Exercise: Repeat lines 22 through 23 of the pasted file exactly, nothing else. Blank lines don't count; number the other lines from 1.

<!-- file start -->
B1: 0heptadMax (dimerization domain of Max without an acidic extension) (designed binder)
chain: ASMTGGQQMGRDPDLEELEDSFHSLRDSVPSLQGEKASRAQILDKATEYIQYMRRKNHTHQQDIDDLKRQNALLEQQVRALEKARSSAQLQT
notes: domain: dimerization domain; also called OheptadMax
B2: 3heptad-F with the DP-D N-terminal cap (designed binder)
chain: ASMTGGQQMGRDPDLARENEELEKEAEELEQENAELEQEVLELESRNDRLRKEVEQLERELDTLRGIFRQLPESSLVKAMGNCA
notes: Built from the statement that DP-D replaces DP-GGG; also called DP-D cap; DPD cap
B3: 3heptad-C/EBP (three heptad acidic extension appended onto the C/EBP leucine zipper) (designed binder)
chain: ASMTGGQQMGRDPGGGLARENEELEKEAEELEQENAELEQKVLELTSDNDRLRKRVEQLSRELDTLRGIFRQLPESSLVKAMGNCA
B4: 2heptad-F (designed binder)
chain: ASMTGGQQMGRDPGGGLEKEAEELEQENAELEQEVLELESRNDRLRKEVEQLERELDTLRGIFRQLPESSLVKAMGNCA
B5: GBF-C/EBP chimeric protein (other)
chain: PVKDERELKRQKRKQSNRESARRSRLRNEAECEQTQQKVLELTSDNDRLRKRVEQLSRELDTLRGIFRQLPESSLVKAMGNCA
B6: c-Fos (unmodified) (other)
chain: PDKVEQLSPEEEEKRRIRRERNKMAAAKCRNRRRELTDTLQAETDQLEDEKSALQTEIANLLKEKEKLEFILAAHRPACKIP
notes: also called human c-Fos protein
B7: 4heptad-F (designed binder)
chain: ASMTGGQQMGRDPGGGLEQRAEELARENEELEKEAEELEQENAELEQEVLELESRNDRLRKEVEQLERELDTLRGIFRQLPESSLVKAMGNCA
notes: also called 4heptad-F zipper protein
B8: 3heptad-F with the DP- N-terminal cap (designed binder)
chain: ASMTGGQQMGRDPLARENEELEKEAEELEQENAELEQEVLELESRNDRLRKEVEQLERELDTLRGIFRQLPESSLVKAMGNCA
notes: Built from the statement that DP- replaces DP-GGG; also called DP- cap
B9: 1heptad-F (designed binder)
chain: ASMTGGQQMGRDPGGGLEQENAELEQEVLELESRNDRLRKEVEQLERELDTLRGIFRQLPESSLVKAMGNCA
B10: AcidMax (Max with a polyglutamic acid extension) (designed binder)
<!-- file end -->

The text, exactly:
B9: 1heptad-F (designed binder)
chain: ASMTGGQQMGRDPGGGLEQENAELEQEVLELESRNDRLRKEVEQLERELDTLRGIFRQLPESSLVKAMGNCA